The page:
If you would like yet another opinion, we might look to medieval commentator Ramban, who happens to take issue with nearly every comment Rashi makes in this particular instance.
To summarize a biography by the Jewish Theological Society, Ramban (also known as Nahmanides) was born in 1194 CE and lived in northern Spain:
A giant of medieval Jewish leadership and creativity, he is best known for his monumental Commentary on the Torah. Ramban was first and foremost a kabbalist—he believed that the deepest truths of the Torah are allusions to the inner mysteries of God. His Commentary is filled with references to “the way of truth” (derekh ha-emet)—a path of spiritual interpretation that is open to those who have learned to recognize the symbols and signs encoded in the sacred text.
Yet, above all else, the biography tells us that:
Ramban distinguishes himself in the respect given to his teachers and predecessors. In a poem found in the introduction to his Torah commentary, Ramban writes: ‘What shall I do; for my soul delights in Torah—it is like a consuming fire that burns from within . . . to walk in the footsteps of the pioneers, the lions among them, geniuses of the generations . . . I will place for the illumination of my face the lights of a pure candelabrum—the commentaries of Rabbi Shlomo (Rashi), crown of beauty and glory . . . in Scripture, Mishnah, and Talmud, to him belongs the rights of the firstborn! In his words I will meditate and in their love I will rise . . .”
This time, however, not so much.
After repeating Rashi’s entire commentary regarding the word “mocking”, which even Ramban translates instead as “scoffing”, he proceeds to challenge nearly every conclusion Rashi made, suggesting that “Rashi writes all the dissenting opinions [of the meaning of metzachek] as if they were one”. He goes on later to state “But I say: Heaven forbid that there should be such a thing (idolatry) in the house of the righteous one (Abraham).” And he goes on, page after page, to challenge Rashi’s comments and provide his own. Clearly a hot topic of its time.
So who’s right? Rashi, Plaut, Ramban, or all of the above? You decide.
As with the Penn State situation (I can’t shake the similarities), the question of what actually occurred between Ishmael and Isaac is as much a question of what Sarah “saw”, or thought she saw occurring – or in modern terms, what did the assistant coach actually witness in the infamous shower scene?
Did she “see” something that she immediately knew was wrong, or that she might have just suspected might be wrong? In turn, did she know, or suspect, that what she saw was just an isolated event, or perhaps something that had been going on for some time? And did she stand to observe for some time, or did she immediately divert her glance in disbelief?
In our case, the Hebrew doesn’t provide the answer, e.g., as to whether this might be a verb, or a gerund – a one time thing, or an ongoing action. (And where else, it was suggested, do we get to use the word “gerund” in casual conversation).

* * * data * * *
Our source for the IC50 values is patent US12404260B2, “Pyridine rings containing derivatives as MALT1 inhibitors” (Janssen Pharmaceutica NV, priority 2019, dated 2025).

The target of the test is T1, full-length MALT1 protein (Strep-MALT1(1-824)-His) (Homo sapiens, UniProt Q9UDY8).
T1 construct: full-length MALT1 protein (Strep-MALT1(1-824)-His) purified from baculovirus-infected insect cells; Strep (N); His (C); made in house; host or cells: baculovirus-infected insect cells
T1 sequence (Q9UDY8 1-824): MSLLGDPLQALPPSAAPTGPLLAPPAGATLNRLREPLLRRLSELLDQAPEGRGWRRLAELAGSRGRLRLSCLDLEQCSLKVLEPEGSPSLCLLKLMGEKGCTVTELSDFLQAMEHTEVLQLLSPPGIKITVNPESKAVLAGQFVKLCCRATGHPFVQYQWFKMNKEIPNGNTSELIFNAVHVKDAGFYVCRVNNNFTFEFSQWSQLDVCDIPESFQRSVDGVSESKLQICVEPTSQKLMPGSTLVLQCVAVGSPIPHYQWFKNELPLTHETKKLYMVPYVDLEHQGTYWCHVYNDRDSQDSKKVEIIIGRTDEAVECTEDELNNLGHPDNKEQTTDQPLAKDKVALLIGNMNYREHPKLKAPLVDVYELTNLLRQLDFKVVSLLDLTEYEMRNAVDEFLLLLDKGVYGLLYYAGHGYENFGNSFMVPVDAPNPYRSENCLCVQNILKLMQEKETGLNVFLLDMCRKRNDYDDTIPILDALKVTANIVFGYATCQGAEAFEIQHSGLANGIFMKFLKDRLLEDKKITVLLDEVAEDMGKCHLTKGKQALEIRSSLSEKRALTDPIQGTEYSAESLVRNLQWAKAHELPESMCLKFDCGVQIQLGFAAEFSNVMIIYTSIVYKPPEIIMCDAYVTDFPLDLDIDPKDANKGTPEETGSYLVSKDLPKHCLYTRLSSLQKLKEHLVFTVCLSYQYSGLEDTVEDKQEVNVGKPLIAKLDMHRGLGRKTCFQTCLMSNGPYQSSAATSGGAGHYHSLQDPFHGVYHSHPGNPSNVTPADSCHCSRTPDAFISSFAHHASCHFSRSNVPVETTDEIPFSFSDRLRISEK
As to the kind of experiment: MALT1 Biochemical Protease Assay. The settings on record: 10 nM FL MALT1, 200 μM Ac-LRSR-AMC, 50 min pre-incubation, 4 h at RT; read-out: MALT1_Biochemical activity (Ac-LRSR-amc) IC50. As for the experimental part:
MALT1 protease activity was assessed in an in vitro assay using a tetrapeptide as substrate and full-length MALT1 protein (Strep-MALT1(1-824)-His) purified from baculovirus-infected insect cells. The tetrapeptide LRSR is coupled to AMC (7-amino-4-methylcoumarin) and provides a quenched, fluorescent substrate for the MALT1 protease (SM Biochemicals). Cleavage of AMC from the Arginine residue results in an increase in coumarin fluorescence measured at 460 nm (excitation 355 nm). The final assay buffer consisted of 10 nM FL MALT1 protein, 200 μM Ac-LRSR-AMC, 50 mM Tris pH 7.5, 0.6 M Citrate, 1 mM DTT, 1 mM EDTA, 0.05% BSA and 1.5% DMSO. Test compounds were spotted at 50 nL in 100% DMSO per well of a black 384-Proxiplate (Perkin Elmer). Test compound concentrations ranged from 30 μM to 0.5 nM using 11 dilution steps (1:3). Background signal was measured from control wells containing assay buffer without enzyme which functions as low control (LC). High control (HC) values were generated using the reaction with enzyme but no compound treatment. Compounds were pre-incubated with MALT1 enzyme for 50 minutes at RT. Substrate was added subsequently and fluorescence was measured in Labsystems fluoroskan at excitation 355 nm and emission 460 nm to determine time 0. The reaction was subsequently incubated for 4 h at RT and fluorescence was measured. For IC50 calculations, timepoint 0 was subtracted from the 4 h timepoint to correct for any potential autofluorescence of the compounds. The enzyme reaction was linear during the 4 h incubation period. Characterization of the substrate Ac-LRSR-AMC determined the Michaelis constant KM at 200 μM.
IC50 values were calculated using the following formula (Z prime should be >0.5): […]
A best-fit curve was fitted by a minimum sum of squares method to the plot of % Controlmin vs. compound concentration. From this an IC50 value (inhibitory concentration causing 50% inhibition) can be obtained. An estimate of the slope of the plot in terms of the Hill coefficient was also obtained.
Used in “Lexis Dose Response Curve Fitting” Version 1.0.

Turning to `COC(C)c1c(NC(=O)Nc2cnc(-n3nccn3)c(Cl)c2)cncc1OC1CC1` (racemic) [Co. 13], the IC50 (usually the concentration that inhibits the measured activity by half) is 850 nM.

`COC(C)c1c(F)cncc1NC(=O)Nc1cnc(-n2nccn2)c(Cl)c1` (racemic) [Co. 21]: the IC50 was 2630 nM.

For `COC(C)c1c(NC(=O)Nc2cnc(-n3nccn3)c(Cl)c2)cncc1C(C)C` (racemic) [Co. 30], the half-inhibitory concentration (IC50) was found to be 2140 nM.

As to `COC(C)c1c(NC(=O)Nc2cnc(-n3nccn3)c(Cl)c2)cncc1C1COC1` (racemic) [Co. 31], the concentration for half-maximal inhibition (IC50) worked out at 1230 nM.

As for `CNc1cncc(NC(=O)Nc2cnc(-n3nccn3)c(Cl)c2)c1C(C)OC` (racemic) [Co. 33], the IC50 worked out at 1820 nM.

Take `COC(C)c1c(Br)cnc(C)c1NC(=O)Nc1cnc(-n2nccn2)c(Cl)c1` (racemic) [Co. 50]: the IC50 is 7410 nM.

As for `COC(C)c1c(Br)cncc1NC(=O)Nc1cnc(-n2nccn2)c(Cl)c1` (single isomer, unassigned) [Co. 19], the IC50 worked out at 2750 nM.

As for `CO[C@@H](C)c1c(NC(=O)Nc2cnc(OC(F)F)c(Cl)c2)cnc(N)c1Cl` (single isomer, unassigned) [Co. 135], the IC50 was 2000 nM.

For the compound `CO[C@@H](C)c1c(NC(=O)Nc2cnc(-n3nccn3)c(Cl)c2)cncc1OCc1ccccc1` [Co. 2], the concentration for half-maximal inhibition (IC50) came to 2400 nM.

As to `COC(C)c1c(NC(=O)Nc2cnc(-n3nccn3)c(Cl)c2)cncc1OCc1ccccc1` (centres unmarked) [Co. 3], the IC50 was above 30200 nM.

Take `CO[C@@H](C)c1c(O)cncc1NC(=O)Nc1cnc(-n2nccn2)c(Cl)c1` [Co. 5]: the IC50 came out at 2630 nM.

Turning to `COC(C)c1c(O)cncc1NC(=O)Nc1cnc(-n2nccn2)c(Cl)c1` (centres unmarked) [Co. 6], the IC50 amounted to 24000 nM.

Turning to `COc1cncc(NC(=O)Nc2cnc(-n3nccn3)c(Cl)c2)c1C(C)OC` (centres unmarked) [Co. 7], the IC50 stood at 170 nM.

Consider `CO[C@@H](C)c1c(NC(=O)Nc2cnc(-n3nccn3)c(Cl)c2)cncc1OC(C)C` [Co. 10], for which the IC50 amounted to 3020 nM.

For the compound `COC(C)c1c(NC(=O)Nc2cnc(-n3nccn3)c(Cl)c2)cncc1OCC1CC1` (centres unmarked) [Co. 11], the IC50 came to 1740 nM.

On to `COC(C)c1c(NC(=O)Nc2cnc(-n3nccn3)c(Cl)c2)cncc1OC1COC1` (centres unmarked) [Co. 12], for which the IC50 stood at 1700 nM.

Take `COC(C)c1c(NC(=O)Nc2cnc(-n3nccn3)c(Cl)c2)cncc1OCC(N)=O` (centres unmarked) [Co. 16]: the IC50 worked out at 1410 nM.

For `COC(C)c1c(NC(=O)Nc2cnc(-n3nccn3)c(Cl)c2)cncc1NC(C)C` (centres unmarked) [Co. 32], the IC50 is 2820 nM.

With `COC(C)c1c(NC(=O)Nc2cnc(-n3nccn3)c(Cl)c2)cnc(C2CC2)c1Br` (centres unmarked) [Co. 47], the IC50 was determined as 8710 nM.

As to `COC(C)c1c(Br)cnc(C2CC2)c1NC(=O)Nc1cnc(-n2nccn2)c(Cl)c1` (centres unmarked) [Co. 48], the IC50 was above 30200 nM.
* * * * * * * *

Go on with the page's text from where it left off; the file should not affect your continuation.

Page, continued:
Taken literally, the verse translates more accurately as “She saw that he was a mocker.”
So the actual meaning could be the difference between it occurring to her in a flash, on the one hand, that this is what Isaac is and what he had been doing all along, or on the other hand, that she simply saw him do this one thing, at this very moment.
In either case, it was enough that she was taken aback, and prompted into taking immediate action that would forever alter the course of her family, and ours.
Finally, we turn our attention to Genesis 21:10.
So she said to Abraham, “Drive out this slave woman, and her son, for the son of that slave woman shall not inherit with my son, with Isaac.”
You know the routine – our eyes hone in on two occurrences of the word ‘slave woman’ in the very same verse. Coincidence? I think not. What sayeth Rashi regarding the matter? Alas, we will have to wait until study group this week to find out.
What we do know, in advance of that discussion, is that the JPS Commentary provides what seems to be useful background, though as my father would say, hopefully we won’t be bothered by the facts. According to the JPS:
The legal position of Ishmael is quite clear. Sarah had undertaken to recognize as her own the male offspring of the union of Abraham with Hagar, a match that she herself had initiated and imposed on her husband (Genesis 16:2). Abraham, for his part, undoubtedly recognized Ishmael as his legitimate son, a fact repeatedly attested by a variety of earlier texts, and affirmed here as well as later on. . . .
The laws of Hammurabi (par. 170f) and of the still earlier Lipit-Ishtar (par. 25) implicitly make inheritance rights a legal consequence of the father’s acceptance of the infant as his legitimate son. There is no doubt that Ishmael was entitled to a share of Abraham’s estate. The key to Sarah’s demand lies in a clause in the laws of Lipit-Ishtar where it is stipulated that the father may grant freedom to the slave woman and the children she had borne him, in which case they forfeit their share of the paternal property. Sarah is asking Abraham to exercise that legal right.
Wow. I’m not sure what is more surprising here – the fact that having offspring with a slave woman was common enough to have generated corresponding laws and rules on the subject, including with respect to inheritance, or that Sarah was educated and confident enough to remind Abraham and invoke her legal rights in that regard, or perhaps simply, that the laws of Lipit-Ishtar ever existed and I knew nothing of it.
I’m probably least surprised by the final thought. All this time, I only knew of Ishtar as a bad Dustin Hoffman movie – and even then, I was proud of myself for that.
Finally, and before delving into Rashi for this verse, we permitted ourselves to skip ahead for a moment, to Genesis 25.
Abraham proceeded and took a wife whose name was Keturah.
Rashi – This is Hagar, but she is called Keturah because her deeds were as beautiful, i.e., pleasing, as incense (ketoreh), and because she bound up her entrance, in that she did not have relations with any man from the day she separated from Abraham.
As an aside, Abraham proceeded to have six more sons with Hagar – er, Keturah – some would say as a safety net in the event Isaac himself fell short in some manner.
So it seems that Hagar waited patiently, silently and in celibacy for Abraham to return to her, after the full life of Sarah. One feels, and would almost like to think, that there was a legitimate love between Abraham and Hagar, with Sarah being the politically correct wife and mother, and while we’re on it, lets throw in Abimelech as the true father of Isaac.
Our blessings might never feel the same … G-d of Abraham, G-d of Isaac, G-d of Jacob, G-d of Abimelech, G-d of Ishmael, G-d of Sarah, G-d of Rebecca, G-d of Leah, G-d of Rachel, G-d of Hagar, G-d of anyone I may have missed, or whose name is not known …. Great G-d almighty.